As most CFMs know, the PCM calculation is a ratio of two figures: The numerator is the cost incurred on a contract and the denominator is the total estimated cost on that contract. (This is the cost-to-cost method.) Then, that ratio is multiplied by the contract amount to derive the revenue to be recognized.
Revenue recognition is not dependent on, or related to, billings – even though the next step is the comparison of the computed revenue to billings. That comparison is only to adjust the booked revenue based on billings to the PCM-computed revenue.


Calculating the PCM


The PCM is computed on the contract as a whole; line-item PCM is not allowed. There is no difference between a dollar of labor, a dollar of materials, or a dollar of subcontract costs. If the cost is incurred, it’s in the numerator.
However, some items in the contract may require separate accounting. For example, costs related to contingencies, pre-contract expenses, post-completion maintenance, and follow-on contracts are not accounted for in the same manner as other contract costs, and are excluded from the PCM calculation.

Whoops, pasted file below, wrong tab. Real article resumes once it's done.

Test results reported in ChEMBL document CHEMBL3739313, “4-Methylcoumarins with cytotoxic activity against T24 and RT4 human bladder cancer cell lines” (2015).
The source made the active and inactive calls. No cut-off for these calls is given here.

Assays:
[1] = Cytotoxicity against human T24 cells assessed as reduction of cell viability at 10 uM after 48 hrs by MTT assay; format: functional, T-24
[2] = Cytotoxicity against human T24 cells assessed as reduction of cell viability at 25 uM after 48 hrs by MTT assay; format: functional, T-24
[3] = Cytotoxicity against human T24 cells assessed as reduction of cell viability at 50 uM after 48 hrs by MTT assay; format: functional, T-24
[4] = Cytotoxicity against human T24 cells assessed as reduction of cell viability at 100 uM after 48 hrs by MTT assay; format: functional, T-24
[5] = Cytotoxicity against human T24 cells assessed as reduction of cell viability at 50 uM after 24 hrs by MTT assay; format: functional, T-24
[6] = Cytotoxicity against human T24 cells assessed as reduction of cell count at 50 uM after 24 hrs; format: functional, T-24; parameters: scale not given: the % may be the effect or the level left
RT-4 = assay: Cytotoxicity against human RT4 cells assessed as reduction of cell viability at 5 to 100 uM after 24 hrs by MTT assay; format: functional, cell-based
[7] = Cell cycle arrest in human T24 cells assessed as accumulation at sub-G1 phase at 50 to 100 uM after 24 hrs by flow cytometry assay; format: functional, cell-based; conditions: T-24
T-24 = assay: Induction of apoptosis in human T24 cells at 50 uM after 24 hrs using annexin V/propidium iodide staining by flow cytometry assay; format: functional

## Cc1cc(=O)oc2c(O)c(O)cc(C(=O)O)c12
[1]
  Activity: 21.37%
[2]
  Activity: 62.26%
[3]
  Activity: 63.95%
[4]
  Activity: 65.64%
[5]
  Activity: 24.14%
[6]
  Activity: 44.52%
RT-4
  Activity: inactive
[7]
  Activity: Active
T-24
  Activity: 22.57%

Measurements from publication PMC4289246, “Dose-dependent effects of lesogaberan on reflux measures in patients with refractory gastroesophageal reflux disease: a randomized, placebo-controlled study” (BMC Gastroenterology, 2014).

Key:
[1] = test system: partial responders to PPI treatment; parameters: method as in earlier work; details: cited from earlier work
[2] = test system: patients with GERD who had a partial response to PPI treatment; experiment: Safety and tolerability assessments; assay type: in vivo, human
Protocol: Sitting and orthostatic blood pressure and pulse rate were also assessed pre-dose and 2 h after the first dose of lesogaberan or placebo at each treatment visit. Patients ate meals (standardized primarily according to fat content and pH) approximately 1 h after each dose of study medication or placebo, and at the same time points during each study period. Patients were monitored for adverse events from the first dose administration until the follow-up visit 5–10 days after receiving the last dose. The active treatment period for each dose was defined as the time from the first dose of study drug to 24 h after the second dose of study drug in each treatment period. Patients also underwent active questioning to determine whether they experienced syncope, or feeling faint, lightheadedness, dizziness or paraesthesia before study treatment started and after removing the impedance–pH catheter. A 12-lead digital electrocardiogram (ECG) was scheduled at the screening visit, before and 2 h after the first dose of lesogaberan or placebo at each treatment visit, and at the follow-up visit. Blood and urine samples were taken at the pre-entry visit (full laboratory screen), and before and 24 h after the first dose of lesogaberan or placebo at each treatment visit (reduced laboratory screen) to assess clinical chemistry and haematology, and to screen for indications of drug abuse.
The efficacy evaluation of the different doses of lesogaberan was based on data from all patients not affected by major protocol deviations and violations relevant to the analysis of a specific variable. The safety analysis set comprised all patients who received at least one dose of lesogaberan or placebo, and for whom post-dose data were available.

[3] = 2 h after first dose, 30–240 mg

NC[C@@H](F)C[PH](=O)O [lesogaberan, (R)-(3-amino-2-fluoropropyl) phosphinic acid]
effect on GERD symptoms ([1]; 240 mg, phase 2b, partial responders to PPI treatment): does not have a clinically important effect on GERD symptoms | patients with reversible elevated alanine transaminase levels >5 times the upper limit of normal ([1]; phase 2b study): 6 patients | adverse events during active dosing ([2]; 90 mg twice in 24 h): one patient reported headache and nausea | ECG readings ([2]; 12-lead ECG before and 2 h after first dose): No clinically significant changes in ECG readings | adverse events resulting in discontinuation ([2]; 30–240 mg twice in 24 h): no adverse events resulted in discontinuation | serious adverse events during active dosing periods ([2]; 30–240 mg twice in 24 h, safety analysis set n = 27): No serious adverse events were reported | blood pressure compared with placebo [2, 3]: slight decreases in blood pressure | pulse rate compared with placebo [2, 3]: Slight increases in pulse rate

The 95% Rule


When a contract is considered complete because: 1) the owner uses the product (beyond testing it) and 2) the contract is at least 95% complete at the end of the year, the PCM calculation can become more complex.


In construction, the percentage-of-completion method (PCM) is required for revenue recognition, unless
certain exceptions apply.

Even if an exception is met for regular tax purposes, the PCM is still required for calculating the AMT’s long-term contract adjustment. So, familiarity with the PCM is essential for all types of contractors and their CFMs.


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